Patent application title: Metabolic Enhancement Therapy
Joel D. Pardee (Patterson, NJ, US)
Alexander V. Birk (Doylestown, PA, US)
IPC8 Class: AA61K314188FI
Class name: Drug, bio-affecting and body treating compositions enzyme or coenzyme containing
Publication date: 2009-04-23
Patent application number: 20090104171
Patent application title: Metabolic Enhancement Therapy
Alexander V. Birk
Joel D. Pardee
FOX ROTHSCHILD LLP
Origin: PHILADELPHIA, PA US
IPC8 Class: AA61K314188FI
A Metabolic Enhancement Therapy nutritional supplement for treating
symptoms and conditions such as acute anxiety, hyperactivity, panic
attacks, confusion, involuntary movements, sleep disorders, mood
disorders, depression, anger, seizures, obsessive-compulsive behavior,
unregulated fear, panic, neuronal disorders, autism, schizophrenia,
attention deficit disorder (ADD), attention deficit hyperactive disorder
(ADHD) and neuronally based immunologic disorders by administering to a
mammal an effective amount of acetyl-L-carnitine, α-lipoic acid,
biotin, vitamin B1, L-glutamine, Vitamin B6, taurine, folinic acid,
vitamin B12, trimethylglycine, and L-tryptophan.
1. A nutritional supplement comprising: acetyl-L-carnitine, α-lipoic
acid, biotin, vitamin B1, L-glutamine, Vitamin B6, taurine, folinic acid,
vitamin B12, trimethylglycine, and L-tryptophan.
2. The supplement of claim 1 further comprising at least one ingredient selected from the group consisting of lithium orotate, vitamin C, vitamin E, vitamin D, vitamin B2 (riboflavin), vitamin B3 (niacin), Nystatin, vitamin B5 (pantothenic acid), calcium and magnesium.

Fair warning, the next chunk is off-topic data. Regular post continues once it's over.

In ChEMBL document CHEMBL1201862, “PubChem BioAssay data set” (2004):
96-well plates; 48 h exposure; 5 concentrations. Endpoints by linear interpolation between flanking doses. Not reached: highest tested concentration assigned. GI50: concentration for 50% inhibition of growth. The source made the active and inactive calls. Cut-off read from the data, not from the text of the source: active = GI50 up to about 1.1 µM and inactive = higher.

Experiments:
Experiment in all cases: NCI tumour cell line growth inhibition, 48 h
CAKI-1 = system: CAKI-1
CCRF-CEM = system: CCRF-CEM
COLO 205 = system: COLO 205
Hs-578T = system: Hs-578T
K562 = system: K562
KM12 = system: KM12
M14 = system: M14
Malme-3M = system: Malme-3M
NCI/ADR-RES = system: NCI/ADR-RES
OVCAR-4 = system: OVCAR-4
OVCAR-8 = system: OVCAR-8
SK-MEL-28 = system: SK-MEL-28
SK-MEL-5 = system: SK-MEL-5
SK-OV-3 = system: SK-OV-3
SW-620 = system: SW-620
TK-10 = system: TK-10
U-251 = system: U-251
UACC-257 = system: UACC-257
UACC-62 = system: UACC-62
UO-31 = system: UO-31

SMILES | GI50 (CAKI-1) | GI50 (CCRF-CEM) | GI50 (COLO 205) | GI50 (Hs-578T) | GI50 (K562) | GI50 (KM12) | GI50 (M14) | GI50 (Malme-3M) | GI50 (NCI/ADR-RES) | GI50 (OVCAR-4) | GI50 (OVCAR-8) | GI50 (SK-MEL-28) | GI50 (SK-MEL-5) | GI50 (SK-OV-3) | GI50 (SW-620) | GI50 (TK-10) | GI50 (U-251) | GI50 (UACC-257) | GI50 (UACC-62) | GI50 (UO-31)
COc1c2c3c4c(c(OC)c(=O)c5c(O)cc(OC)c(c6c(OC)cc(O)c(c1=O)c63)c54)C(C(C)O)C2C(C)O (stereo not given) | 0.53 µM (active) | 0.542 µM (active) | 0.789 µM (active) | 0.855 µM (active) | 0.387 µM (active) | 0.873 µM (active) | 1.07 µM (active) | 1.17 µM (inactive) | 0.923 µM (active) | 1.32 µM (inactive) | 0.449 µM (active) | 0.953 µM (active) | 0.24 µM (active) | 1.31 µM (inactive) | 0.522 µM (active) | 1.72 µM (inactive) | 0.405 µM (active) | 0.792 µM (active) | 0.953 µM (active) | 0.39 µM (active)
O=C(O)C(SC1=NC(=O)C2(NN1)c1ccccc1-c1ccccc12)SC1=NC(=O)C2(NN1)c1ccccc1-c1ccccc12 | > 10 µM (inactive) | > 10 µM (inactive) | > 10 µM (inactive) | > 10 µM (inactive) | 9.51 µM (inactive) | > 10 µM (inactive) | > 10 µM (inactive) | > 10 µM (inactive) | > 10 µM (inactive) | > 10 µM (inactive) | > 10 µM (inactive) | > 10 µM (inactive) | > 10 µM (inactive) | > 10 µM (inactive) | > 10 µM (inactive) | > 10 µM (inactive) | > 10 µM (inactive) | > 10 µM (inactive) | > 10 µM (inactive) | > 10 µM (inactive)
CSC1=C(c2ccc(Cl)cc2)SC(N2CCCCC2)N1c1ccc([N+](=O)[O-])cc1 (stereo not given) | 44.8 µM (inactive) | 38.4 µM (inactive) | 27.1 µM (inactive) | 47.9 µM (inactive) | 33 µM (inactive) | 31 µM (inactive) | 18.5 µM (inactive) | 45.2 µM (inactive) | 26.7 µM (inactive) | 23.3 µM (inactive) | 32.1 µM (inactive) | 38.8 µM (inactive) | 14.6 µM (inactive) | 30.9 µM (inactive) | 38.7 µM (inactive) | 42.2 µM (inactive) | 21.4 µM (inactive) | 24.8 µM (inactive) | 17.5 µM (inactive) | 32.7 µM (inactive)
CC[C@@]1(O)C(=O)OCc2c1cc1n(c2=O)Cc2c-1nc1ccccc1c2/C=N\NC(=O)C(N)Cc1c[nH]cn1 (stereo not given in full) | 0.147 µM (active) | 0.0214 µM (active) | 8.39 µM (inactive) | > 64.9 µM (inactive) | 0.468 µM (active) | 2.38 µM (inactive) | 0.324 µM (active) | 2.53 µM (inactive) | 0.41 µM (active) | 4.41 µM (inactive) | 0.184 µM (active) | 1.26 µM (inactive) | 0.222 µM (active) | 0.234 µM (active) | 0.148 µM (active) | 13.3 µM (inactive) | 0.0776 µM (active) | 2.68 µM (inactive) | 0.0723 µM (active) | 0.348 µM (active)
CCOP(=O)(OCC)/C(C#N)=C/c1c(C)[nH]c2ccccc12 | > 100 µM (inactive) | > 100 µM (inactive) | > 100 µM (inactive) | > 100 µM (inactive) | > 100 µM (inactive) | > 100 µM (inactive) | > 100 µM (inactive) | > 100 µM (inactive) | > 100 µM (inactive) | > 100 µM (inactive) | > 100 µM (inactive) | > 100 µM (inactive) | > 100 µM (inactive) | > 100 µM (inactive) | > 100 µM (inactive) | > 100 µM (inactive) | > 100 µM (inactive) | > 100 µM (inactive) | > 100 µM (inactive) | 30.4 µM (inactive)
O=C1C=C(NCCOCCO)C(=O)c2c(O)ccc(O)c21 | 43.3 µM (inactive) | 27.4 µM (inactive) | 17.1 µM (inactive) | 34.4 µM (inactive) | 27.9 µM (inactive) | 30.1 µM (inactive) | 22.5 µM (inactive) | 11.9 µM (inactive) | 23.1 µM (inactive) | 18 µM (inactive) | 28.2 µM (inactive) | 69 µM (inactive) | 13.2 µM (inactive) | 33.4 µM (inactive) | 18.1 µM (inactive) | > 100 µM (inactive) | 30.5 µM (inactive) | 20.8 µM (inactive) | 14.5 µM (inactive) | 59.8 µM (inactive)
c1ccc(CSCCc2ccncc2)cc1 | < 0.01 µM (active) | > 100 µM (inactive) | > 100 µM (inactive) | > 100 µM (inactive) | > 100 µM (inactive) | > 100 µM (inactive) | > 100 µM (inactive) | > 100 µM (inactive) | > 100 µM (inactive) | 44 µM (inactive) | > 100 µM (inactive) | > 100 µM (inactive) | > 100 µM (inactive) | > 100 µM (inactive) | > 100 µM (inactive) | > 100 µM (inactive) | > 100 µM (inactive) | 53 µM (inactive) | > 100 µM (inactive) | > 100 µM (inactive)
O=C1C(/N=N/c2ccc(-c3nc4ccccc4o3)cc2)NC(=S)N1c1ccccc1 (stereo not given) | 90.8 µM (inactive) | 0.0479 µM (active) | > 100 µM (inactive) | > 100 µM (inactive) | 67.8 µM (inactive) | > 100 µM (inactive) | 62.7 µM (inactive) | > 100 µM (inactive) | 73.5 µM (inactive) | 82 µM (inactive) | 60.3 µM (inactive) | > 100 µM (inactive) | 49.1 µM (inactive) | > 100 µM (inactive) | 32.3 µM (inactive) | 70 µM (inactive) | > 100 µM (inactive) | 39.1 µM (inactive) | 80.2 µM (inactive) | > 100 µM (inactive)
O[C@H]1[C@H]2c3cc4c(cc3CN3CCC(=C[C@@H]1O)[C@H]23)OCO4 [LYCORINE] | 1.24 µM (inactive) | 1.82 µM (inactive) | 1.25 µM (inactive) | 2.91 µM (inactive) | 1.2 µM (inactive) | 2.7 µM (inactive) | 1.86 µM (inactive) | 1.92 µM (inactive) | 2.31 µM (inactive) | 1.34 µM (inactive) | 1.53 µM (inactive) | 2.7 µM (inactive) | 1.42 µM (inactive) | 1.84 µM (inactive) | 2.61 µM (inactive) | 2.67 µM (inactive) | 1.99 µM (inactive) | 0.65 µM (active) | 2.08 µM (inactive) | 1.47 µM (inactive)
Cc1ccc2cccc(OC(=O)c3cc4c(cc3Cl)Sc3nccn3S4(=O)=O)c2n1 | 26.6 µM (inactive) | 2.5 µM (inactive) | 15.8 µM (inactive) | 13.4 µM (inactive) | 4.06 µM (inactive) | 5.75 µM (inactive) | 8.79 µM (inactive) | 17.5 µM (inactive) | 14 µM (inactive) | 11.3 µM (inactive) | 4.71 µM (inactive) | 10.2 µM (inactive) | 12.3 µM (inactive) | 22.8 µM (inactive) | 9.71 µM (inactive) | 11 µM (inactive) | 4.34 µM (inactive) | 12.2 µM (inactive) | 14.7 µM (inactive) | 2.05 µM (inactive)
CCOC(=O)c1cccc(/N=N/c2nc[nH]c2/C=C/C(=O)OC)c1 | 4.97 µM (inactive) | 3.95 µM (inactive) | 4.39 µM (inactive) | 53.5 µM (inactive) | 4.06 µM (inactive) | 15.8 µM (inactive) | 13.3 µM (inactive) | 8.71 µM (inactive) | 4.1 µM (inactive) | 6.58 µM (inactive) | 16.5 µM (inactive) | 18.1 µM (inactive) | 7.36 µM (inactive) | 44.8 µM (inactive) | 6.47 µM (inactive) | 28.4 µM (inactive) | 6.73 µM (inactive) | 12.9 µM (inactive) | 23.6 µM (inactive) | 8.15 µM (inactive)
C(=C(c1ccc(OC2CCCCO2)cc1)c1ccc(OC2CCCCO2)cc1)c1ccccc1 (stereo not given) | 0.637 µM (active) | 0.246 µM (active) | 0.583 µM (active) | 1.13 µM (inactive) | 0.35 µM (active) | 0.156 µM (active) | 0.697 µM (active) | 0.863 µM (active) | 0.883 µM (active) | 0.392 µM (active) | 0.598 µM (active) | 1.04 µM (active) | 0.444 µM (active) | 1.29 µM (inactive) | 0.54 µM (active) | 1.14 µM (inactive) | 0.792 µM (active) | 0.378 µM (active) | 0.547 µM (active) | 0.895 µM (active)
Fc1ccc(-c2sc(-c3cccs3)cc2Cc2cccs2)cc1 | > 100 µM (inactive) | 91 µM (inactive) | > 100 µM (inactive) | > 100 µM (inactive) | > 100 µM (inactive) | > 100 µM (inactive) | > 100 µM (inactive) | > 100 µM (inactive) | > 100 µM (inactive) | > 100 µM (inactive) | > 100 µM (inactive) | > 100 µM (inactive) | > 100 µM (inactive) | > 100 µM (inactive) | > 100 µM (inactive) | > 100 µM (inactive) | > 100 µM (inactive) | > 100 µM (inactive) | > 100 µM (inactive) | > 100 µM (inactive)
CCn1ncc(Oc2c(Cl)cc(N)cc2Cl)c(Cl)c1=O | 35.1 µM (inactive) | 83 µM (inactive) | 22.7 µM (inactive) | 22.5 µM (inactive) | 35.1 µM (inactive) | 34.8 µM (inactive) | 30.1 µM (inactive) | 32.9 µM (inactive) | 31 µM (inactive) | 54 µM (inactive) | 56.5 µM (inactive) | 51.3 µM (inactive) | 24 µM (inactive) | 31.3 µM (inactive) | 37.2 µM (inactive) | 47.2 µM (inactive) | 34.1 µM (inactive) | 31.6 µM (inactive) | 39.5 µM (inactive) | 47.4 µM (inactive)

3. The supplement of claim 1 further comprising vitamin B5 (pantothenic acid), vitamin B3 (niacin), vitamin B2 (riboflavin).
4. The supplement of claim 1 in the form of a liquid, powder, or combination of liquid and powder.
5. The supplement of claim 1 in a liquid formulation suitable for oral administration.
6. The supplement of claim 1 in the form of a capsule.
7. The supplement of claim 1 comprising a powder suitable for sprinkling on food.
8. The supplement of claim 1 dissolved in a liquid.
9. The supplement of claim 1 in a sustained release gel.
10. The supplement of claim 1 in a patch.
11. The supplement of claim 1 in a form suitable for injection.
12. A method to normalize inhibitory and excitatory neuron function in a mammal comprising administering to said mammal a nutritional supplement comprising: acetyl-L-carnitine, α-lipoic acid, biotin, vitamin B1, L-glutamine, Vitamin B6, taurine, folinic acid, vitamin B12, trimethylglycine (betaine), and L-tryptophan.
13. A method to modify mitochondrial metabolism comprising administering to a mammal a nutritional supplement comprising: acetyl-L-carnitine, α-lipoic acid, biotin, vitamin B1, L-glutamine, Vitamin B6, taurine, folinic acid, vitamin B12, trimethylglycine (betaine), and L-tryptophan.
14. A method for preventing cellular accumulation of homocysteine comprising administering to a mammal a nutritional supplement comprising: acetyl-L-carnitine, α-lipoic acid, biotin, vitamin B1, L-glutamine, Vitamin B6, taurine, folinic acid, vitamin B12, trimethylglycine (betaine), and L-tryptophan.